As you can see from the above picture, the steak cooks down a little bit in the crock pot so depending on how much you want to eat, you may want to go with the four servings instead of the three. The cool thing about the 101 Things to Do with a Slow Cooker cookbook is that each recipe gives serving suggestions. The "Easy Swiss Steak" says that you should serve it "over plain or garlic mashed potatoes" and "with a side of cucumber and onion marinated in vinegar." So, to go with this dish, I made garlic mashed potatoes via the Joy of Cooking, and adapted the marinated cucumber salad recipe from the same recipe. My marinated cucumber-onion side dish recipe is at the end of this post. This was really tasty. Both my sister and husband thought so. We served it with a salad as well and my sister and I felt full with the serving in the picture plus a salad. My husband, of course, went back for seconds on the meat and potatoes.
Overall, I'd recommend this dish for the grad student based on the number of calories and the cost per serving. The Swiss steak alone is 311 calories per serving if you cut it into six pieces like I did, or 466 calories per serving if you cut it into four pieces. The caveat with this calculation, however, is that the websites I use to count calories only have the steak listed by weight as cooked, but I only know what the weight is before cooking, so the actual calorie counts might be a bit lower. For six servings, if you have to buy all the ingredients, it would be $1.92 per serving as I made it. If you don't add the crushed red pepper, it'd be $1.55 per serving, but the crushed red pepper is a spice that we normally have on hand so I didn't need to purchase that and I actually already had the dry onion soup mix because I had used it in a prior crock pot recipe so I only paid $1.38 per serving!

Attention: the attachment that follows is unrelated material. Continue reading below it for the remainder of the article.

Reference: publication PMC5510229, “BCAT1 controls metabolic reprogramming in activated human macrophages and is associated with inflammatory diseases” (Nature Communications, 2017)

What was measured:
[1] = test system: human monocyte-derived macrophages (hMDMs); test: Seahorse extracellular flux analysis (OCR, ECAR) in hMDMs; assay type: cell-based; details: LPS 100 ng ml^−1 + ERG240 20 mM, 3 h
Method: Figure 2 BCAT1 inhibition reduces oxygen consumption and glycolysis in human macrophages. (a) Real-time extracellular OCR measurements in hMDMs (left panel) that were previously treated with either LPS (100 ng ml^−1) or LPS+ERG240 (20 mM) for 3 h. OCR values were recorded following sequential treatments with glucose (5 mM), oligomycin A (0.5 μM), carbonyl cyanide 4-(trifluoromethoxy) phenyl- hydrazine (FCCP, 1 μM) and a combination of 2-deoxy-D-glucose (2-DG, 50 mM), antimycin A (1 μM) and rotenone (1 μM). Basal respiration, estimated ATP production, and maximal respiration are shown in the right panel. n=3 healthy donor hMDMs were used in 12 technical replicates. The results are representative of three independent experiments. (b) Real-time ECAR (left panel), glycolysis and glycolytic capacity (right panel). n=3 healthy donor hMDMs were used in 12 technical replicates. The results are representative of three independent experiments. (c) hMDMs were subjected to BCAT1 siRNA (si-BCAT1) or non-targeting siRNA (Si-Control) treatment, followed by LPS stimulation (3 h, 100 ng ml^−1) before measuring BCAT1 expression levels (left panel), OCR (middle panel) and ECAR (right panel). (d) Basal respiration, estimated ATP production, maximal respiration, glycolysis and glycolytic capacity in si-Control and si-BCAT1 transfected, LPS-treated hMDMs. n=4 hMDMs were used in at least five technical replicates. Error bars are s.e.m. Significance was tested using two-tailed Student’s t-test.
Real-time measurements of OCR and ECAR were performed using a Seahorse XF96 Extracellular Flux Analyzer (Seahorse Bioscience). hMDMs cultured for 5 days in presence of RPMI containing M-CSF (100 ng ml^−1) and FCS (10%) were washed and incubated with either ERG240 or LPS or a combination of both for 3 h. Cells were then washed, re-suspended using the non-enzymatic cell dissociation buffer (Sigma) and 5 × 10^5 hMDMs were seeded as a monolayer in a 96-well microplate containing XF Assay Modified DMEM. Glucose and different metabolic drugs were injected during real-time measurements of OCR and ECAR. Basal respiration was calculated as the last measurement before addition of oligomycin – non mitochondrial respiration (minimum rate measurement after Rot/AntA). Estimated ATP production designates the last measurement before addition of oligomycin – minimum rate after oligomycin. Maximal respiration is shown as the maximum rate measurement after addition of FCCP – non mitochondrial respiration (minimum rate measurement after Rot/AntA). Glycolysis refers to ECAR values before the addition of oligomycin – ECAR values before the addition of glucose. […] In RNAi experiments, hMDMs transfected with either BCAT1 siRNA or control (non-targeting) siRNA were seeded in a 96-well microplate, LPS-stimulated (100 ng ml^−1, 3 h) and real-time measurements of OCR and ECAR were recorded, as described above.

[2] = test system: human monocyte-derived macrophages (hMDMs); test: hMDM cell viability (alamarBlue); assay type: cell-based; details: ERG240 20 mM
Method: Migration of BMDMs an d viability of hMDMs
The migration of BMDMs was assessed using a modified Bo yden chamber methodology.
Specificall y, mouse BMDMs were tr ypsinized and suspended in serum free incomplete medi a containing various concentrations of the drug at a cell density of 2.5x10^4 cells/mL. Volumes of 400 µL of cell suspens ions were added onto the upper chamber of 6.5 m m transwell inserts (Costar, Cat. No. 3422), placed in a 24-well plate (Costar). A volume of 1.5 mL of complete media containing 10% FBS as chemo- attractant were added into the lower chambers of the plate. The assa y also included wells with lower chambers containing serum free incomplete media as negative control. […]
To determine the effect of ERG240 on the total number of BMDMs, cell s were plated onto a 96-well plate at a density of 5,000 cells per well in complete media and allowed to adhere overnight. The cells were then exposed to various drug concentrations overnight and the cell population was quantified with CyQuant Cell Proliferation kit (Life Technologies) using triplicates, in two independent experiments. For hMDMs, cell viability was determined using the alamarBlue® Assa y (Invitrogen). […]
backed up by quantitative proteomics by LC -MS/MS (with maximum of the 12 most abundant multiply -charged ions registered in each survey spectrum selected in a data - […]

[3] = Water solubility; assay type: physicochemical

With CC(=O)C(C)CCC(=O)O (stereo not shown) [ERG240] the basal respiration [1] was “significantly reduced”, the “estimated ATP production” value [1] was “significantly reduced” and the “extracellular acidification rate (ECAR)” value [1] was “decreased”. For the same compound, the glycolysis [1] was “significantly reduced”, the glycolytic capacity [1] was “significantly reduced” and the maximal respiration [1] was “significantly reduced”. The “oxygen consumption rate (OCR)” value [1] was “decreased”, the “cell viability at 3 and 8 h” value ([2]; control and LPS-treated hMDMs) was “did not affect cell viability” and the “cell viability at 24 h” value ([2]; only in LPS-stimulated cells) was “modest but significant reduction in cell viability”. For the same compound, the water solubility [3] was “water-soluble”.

However, the overall calories and cost go up if you make the marinated cucumber-onion side dish and garlic mashed potatoes to go with it. For four servings you'd end up with 720 calories and for six servings you'd end up with 565 if you use the standard 2/3 cup serving of mashed potatoes. If you serve yourself a smaller serving of mashed potatoes, say 1/2 cup, you'd end up with a more manageable 665 calories for four servings and 510 calories for six servings. If you want more calories, you could be healthy and add a salad to it like we did (with balsamic vinaigrette dressing, a mixed green salad is between 100-150 calories, depending, of course, on what you put in the salad).
The total cost for this meal is a bit high if you don't already have the spices, butter, garlic, milk, etc. on hand as staples. It would be $6.70 per serving for four servings or $5.74 per serving for six servings. I have most of those staples on hand, however, so I only paid about $2.85 per serving for the six servings I made so it is a totally reasonable for the grad student, both in terms of calories and cost. If you're on your own, you could basically feed your dinners for the whole week for less than $20.00! Of course, since my husband always has seconds and I also fed my sister, the $20.00 will really only last 2 days for us. Still: it's an easy, yummy, inexpensive dish that is perfect for the grad student lifestyle and budget.
Marinated Cucumber-Onion Side Dish
1 large cucumber, peeled and cut into thin half-slices
1 large white onion, sliced into strips
1 cup white wine vinegar
8 tsp sugar
1 tsp dried dill, or to taste
1 tsp ground black pepper, or to taste
Place the cucumber and onion in a large bowl with a cover. In a separate small bowl, mix together the vinegar, sugar, dill and black pepper until the sugar is dissolved. Pour the mixture over the cucumber and onion and mix everything around. Place the cover on the bowl and refrigerate for at least one hour. I suggest shaking the covered bowl around every once in a while before you serve it to make sure that the vinegar mix is coating the cucumber and onion evenly. Makes about 8 servings.